Finally, at the most basic level, sometimes you do just need to put words on paper.  Even if they don't make sense, even if they jump scenes or contradict earlier chapters, forcing through to the next plot point is sometimes all it takes to get the story rolling again.  Find a place where you can be free of distractions.  Put on music if that's helpful.  Devote an hour to just typing (or scribbling), or set a word goal, and then make the leap.  Don't stop or re-read what you've written until you've reached your time limit or word goal.  If it's one particular scene you are wrestling through, jot down some notes on what you're trying to accomplish through that section and then move to the next.  Details can come later, and sometimes it's easier to develop supporting scenes retrospectively, in light of later events.  It's not cheating to write in a non-linear fashion.

Sometimes, this type of nose-to-the-grindstone approach is a good way to figure out what is essential to your draft and what can be eliminated: by only writing in such a way that the most basic ideas are transferred from mind to paper, you can often narrow down your ultimate trajectory.  Most ideas are a good percentage fat and can be trimmed significantly during editing in order to solidify the final product.  So if a power-writing session results in a few corners being cut, don't be afraid to eliminate scenes or characters that could be deemed redundant.

...but make sure you save them in a separate file, just in case!

Writers fear rejection.  Just like the rest of you (we're people too).  The truth is, writers fear rejection for the same reason any artist does: the rejection of craft is the rejection of the artist.  Someone who doesn't dabble in the arts might not understand that concept ("All I said was, 'It needs work,' and he fell to pieces!"), but for the writer, rejection negates hours of work and creativity, rendering them fruitless.  Especially from a publisher or an agent, rejection can feel like a direct challenge to the author's personal writing style, imagination, and sense of aesthetic.  It forces a negative comparison: "not good enough to be published" literally means "not as good as what is already published," and frankly, what is already published is often not worthy of being on the opposite side of the comparison.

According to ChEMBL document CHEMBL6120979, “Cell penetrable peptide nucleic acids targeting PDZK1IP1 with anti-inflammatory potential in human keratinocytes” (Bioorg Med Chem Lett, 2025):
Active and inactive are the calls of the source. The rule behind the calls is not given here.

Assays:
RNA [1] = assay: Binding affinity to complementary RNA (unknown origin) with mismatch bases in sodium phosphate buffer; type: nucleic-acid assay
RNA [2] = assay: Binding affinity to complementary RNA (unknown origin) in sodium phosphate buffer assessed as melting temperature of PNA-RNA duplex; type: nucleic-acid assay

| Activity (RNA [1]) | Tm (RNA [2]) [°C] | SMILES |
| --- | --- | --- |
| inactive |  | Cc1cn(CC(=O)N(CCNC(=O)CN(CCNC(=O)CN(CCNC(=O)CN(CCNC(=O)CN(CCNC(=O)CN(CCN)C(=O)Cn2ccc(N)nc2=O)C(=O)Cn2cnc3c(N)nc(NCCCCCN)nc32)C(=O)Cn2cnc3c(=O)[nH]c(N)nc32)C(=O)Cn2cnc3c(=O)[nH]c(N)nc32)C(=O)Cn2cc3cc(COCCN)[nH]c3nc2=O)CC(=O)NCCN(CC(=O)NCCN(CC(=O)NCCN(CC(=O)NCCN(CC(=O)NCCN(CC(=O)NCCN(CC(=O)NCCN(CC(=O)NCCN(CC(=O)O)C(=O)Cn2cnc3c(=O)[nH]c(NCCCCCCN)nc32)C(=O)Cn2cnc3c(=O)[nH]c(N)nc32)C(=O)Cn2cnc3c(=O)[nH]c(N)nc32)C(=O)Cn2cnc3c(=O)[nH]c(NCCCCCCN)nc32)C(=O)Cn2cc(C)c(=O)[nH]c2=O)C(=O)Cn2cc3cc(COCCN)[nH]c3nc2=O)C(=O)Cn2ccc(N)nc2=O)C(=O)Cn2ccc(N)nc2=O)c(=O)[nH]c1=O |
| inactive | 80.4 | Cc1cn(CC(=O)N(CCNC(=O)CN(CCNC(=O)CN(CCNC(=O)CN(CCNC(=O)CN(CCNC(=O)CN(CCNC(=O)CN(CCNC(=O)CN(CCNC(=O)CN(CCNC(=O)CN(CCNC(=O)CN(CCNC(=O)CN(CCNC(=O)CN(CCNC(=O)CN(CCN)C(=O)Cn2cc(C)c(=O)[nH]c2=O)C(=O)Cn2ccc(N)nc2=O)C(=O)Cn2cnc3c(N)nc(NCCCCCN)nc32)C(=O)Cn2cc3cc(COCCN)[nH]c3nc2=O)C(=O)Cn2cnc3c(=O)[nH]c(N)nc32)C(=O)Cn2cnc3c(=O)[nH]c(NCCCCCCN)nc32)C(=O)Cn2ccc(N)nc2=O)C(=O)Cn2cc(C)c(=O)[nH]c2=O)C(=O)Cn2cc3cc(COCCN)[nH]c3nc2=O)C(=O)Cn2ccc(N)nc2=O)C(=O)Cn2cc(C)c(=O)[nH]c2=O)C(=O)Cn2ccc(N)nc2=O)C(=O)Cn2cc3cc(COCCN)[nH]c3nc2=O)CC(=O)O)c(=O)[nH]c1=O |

Of course, all that is not to say that rejection can't be a form of positive criticism, of course.  Far too many manuscripts that should see another revision magically make it the shelves at Barnes & Noble.  That's the danger in self-publishing, especially with the contemporary ease of e-publishing: there is no need to perfect your work, because there won't be an editor who will reject your grammatical mess of a manuscript unless you hire one yourself.  Feedback -- especially from a publisher or an agent -- is one of the most useful things a writer can receive, because it's a powerful sharpening tool.  It's the opportunity to go back to the drawing board and fix what didn't work before -- what one wouldn't have realized needed fixing without someone else to point it out.